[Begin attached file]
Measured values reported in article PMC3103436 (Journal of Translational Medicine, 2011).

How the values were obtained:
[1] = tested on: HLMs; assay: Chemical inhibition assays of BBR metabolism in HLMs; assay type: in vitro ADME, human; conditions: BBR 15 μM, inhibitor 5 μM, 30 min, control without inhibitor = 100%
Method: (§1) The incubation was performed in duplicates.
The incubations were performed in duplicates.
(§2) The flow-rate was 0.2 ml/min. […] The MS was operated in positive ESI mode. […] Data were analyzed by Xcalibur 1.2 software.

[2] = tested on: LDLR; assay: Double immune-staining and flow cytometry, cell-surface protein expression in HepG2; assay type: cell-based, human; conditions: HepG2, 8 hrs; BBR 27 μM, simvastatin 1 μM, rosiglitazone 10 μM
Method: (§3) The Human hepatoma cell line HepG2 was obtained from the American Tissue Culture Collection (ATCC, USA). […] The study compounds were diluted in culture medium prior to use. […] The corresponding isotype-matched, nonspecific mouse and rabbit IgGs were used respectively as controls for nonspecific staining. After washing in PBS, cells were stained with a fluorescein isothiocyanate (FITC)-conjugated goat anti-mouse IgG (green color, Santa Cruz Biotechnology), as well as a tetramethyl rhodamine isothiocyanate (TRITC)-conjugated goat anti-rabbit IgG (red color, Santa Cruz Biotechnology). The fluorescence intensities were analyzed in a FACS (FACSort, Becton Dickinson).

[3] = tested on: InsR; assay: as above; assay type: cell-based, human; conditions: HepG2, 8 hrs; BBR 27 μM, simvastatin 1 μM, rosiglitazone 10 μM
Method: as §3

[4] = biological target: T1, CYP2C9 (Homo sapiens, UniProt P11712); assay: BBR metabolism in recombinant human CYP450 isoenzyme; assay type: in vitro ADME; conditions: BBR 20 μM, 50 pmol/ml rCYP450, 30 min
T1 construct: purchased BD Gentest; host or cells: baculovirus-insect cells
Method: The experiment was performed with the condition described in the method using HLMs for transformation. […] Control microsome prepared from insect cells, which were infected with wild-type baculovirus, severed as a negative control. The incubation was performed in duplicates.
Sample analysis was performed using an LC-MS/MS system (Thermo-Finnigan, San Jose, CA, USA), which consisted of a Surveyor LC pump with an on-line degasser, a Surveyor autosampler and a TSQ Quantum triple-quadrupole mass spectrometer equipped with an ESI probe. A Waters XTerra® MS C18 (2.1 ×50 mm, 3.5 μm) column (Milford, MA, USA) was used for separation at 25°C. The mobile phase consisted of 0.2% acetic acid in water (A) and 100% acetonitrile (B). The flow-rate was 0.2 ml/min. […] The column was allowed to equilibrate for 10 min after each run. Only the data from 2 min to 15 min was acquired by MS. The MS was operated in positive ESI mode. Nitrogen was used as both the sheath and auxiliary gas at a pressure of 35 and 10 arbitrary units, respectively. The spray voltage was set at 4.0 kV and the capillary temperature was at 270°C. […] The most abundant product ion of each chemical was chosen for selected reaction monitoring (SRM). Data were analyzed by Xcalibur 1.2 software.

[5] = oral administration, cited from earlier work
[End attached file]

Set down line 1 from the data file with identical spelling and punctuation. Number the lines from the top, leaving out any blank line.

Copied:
Measured values reported in article PMC3103436 (Journal of Translational Medicine, 2011).